Beamish, County Durham
Cooperative Villas, No Place
13 Mar 2023
Beamish, County Durham
This is a
Current status is
Designer (if known):
Still in situ, and occupied by residents
NEHL - This lovely Victorian terrace can be found in No Place, nr Beamish. They’re called the Cooperative Villas, and were built to house the miners of the Beamish Colliery pits which encircle the area. It’s quite remarkable they survive given the scale of clearances last century.
"No Place (also known as Co-operative Villas) is a small village close to Beamish near the town of Stanley in County Durham. Some believe the name of the village is was shortening of "North Place" or "Near Place", others that village was a boundary between two parishes both of which didn't want to include the village. No Place was originally a community of just four terraced houses, but when they were demolished in 1937, residents close by Co-operative Villas took on the name for their village. In 1983 residents protested when Derwentside Council tried to change the name of the village back to Co-operative Villas; today road signs say both No Place and Co-operative Villas. The Mary Pit of Beamish Colliery, which opened in 1883, was located west of the village, towards East Stanley (at grid ref NZ209535). The pit is remembered in the name of the 'Beamish Mary Inn' at No Place (the inn dates from1897, and was previously called the 'Red Robin'). Beamish Primary School is located in the village."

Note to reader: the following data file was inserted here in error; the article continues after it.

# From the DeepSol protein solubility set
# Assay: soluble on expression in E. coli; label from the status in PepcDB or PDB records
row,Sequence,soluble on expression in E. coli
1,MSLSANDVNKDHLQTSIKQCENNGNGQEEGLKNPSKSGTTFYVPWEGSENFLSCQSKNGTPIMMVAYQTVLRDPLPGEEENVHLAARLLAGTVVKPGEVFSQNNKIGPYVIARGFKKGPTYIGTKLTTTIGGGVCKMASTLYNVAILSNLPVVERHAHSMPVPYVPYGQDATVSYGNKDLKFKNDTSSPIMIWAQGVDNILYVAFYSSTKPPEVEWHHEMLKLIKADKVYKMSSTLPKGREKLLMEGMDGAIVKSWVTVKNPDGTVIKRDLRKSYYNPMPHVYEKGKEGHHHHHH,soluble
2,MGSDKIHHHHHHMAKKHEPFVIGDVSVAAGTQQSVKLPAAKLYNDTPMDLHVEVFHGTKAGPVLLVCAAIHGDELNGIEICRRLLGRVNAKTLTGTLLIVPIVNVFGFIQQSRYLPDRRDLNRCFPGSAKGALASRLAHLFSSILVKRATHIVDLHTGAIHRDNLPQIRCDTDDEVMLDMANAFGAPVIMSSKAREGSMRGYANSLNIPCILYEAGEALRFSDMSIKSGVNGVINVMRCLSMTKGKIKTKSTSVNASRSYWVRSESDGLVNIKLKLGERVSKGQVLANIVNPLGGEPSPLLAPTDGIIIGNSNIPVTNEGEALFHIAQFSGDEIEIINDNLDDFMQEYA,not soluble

- Co-Curate (https://co-curate.ncl.ac.uk/no-place/#:~:text=The%20village%20originally%20consisted%20of,name%20for%20their%20own%20village.)
Listing Description (if available)
Both maps above illustrate the Cooperative Villas once the first terrace had already commenced construction. At the point of which the area was surveyed, the 2nd terrace had already started construction, with the original Gladstone Street already finished. It was well placed between a swathe of coal workings, the reason for these built in the first place. The 'original' No Place can be seen two, which was a small hamlet of 3 or 4 terraces just south of Stanley Waggonway.
The survey of 1915 delivers a much more developed village, complete with the Red Robin Inn (now the Beamish Mary Inn), school and Methodist Church which are still in situ today. Many of the pits were still operating.
This is the Ordnance Survey of 1942. Since the 1910s the area has little changed, though the constituency boundary has shifted westwards to incorporate the village. This signifies the population increase of the settlement. Interestingly, the U.M church became an Apostolic Church, which gained a foothold in the 1900s. The original No Place is still standing, though some pits have gradually closed.
Gladstone Street is the first of the Cooperative Villas. It was likely named after the PM at the start of constuction. Gladstone's premiership ended in 1894.
A stone plaque can still be seen, denoting the name 'Cooperative Villas' and the year they were built which appears to be 1895.